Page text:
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Where Does the Time Go?

Recently I came across an old photo someone posted on Facebook of my daughters with their friends and the Easter Bunny. I’m guessing the girl’s ages were around five and seven at the time the picture was taken. Those same adorable faces are now thirty and thirty-three. I’m not a particularly nostalgic person, nor one to wax poetically about the past, but this picture caught me off guard and did give me a moment’s pause. Reflecting, I thought about all the years that have passed since that photo was taken.

I once read something, based on a poem by Linda Ellis, about living the dash. You know, the dash on a tombstone between the year we are born and the year we die. That dash is all of the moments of our lives boiled down to a short line etched in stone. Now, I believe that there is WAY more to life than can be distilled into a single dash and it is up to each of us to create a life that brings us and others contentment, happiness and moments of joy. I know that there are things in life that we cannot control (like my lupus) and there are moments that are heartbreaking and so very, very difficult to understand from our human perspective, but these have a way of making the good seem so much better.

Because I have lupus, I do not take things for granted as much as I did prior to the diagnosis. I know that when I’ve been sick for a while and I walk outside, the sun seems to shine brighter, the sky looks bluer and a cool breeze (which means 75 degrees in Tampa) brings a smile to my face. Before days of ill health, I may not have noticed these things nor stopped a moment to enjoy them. And I don’t know if it is because the dash means we are creeping closer to the end date, or because we may have more time on a regular basis to simply notice more, but a benefit of aging can be a deeper appreciation for some of life’s more mundane things. Perhaps this is the wisdom of growing older? Regardless, there seems to be more brightness in life following darkness as we age.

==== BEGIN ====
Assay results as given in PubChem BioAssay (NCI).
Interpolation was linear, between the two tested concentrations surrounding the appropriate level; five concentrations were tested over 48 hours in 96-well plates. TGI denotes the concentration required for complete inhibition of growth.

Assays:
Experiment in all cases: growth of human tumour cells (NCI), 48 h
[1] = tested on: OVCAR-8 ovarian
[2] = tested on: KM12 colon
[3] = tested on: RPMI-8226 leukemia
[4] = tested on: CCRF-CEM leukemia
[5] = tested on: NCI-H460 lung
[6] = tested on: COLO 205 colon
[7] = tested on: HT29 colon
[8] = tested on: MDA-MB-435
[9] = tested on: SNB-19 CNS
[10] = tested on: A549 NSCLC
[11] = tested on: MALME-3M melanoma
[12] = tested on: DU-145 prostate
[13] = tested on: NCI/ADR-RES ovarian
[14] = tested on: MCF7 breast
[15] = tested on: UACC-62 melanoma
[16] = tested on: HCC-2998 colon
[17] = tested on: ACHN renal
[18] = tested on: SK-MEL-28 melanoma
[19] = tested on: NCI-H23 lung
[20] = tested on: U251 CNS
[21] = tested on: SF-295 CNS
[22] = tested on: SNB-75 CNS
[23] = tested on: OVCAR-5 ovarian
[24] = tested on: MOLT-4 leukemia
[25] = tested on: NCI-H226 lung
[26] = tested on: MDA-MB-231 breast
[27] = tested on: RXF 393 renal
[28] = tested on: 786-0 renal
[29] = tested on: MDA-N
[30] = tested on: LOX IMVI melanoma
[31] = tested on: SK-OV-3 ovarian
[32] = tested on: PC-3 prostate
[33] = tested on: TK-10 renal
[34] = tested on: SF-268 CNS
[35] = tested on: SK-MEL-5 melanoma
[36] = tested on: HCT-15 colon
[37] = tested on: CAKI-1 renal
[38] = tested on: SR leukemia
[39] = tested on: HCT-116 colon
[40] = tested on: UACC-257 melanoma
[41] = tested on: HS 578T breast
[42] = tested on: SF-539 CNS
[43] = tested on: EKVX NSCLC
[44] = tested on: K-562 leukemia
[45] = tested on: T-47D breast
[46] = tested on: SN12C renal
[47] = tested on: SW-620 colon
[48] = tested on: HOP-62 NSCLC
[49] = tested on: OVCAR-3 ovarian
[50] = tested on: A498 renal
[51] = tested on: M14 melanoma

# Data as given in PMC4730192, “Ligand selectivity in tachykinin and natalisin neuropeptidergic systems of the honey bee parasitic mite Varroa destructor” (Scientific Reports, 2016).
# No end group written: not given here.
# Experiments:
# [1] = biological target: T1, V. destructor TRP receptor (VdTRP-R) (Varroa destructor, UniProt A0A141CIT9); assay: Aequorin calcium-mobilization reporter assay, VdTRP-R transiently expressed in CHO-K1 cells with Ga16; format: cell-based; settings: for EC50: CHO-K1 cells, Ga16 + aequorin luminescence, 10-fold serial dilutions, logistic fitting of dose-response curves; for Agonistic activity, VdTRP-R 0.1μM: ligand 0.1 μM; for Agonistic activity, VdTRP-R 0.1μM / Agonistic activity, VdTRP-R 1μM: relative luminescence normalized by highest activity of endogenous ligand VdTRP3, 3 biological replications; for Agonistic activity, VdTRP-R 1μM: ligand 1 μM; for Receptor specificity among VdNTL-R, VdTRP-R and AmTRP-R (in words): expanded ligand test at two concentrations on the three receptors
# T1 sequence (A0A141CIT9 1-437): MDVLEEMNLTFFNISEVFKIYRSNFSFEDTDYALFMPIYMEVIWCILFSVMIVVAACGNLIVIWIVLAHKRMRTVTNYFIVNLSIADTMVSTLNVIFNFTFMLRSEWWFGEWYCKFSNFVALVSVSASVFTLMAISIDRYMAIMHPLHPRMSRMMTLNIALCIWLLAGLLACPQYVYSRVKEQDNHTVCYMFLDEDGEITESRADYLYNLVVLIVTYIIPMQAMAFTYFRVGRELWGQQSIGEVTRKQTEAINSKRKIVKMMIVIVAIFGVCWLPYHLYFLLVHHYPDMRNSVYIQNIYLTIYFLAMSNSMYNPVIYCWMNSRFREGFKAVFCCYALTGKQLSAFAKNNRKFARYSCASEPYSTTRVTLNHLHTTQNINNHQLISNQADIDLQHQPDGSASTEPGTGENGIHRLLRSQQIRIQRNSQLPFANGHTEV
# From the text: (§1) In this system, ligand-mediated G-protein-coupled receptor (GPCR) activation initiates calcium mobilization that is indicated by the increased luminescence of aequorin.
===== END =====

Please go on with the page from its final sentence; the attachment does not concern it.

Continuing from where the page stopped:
I love Erma Bombeck and her poem, If I Had My Life to Live Over. The last verse is my favorite:

There would have been more I love yous … more I’m sorrys … more I’m listenings … but mostly, given another shot at life, I would seize every minute back until there was nothing left of it.”

That verse represents the spirit with which I want to live my dash. This may seem odd to you, but there is an element of having lupus that I am grateful for; certainly not all of the hardship and stress it has caused our family, but for the lessons it taught me early about prioritizing the important things in life. Nothing like life challenging and life-threatening illness to help you get your priorities straight!

So, as I look at the old photo with the smiling little faces of my once-young daughters on Facebook, I think about the dash as I’ve lived it thus far, I remind myself once again how precious life is and just how important it is to prioritize the things that add meaning to my life and those around me that I love. The dash is simply too short to waste time on the petty things!

About Cindy Coney: Ambassador of hope and author of The Wild Woman’s Guide to Living with Chronic Illness, Cindy Coney is a nationally acclaimed speaker, trainer, human resilience expert, and philanthropic force. Dedicated to helping both children and adults achieve optimal health and success, Cindy has taught thousands of people to move beyond coping with limitations to recapturing joy and fulfillment in their lives.

Diagnosed with lupus in 1980, Cindy has since driven a race car 124 miles per hour; completed the Chicago Marathon; championed countless nonprofit organizations; presented to the World Lupus Congress as a keynote speaker; and shared her inspiring, empowering story from Belize to Baltimore.

Follow Cindy’s Blog at www.cindyconey.com

PainPathways Magazine

PainPathways Magazine

PainPathways is the first, only and ultimate pain magazine. First published in spring 2008, PainPathways is the culmination of the vision of Richard L. Rauck, MD, to provide a shared resource for people living with and caring for others in pain. This quarterly resource not only provides in-depth information on current treatments, therapies and research studies but also connects people who live with pain, both personally and professionally.

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